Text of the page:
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Calling All Women

1,000 volunteers wanted to build three Habitat houses


Take a seat boys, women from all over Charlotte will soon be strapping on tool belts and donning hard harts as they set out to build homes for needy families. Habitat for Humanity of Charlotte is sponsoring Charlotte's Women Build as part of a nationwide effort that focuses on women's ability to transform children's lives and address the fact that more than 12 million children in the US are living in poverty. The overall strategy of the Charlotte's Women Build project is to build three houses from October 26 to November 2, and have families moved in by the holidays. An open invitation stands to all Charlotte women to participate in the construction process regardless of whether they've ever picked up a hammer.

Habitat for Humanity of Charlotte was the first affiliate in the nation to have a home constructed completely by women in 1991. Since then, all-women crews have built more than 350 homes within the US. And this year, Charlotte's Women Build is looking to set another milestone. Habitat for Humanity of Charlotte has been building homes in the Queen City since 1983. In May, they completed construction on their 500th home, meaning 500 Charlotte residents now have decent, affordable shelter -- including Darlene Baker.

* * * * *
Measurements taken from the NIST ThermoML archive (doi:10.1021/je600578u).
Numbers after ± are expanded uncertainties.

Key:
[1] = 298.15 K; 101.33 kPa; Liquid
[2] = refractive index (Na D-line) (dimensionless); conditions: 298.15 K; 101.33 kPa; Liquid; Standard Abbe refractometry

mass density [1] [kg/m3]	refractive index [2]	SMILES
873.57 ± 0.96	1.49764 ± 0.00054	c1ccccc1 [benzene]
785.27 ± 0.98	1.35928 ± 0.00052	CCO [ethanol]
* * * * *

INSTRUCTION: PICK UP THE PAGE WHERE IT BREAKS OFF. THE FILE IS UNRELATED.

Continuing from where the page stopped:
"It was always in my heart to own a home and still be able to live and work in the inner city," she said. As part of Habitat's eligibility requirements, Baker had to put in at least 250 hours of "sweat equity." She started working at Habitat construction sites around the city, and after about a year, moved into her own home last September. "It was the hardest work I've ever done in my life, but it was well worth it," Baker said. "I'm so happy. It was really humbling to have people from all over the city come and help me work on my home. I met some wonderful people and made some great friends. It was a tremendous experience." Baker is now executive director of PowerTeam, a children's inner-city ministry.

Nationally, women make up 50 percent of Habitat's volunteer force, and about 50 percent of the Habitat homes are built for women heads of household. Yet because of a lack of training, women account for less than 15 percent of work on the construction site. These women are often dependent upon the goodwill of neighbors, friends and relatives for even minor repairs. Projects like Charlotte's Women Build provide an environment in which women can feel comfortable obtaining skills they might not otherwise have a chance to learn, and become better equipped to maintain their homes and cope with day-to-day situations.

A general meeting about Charlotte Women Build will be held at the Plaza Presbyterian Church August 15 at 6pm. To volunteer, donate funds, or find out more about Habitat for Humanity of Charlotte, go to Or you may call Meg Robertson at (704)376-2054 ext. 32.

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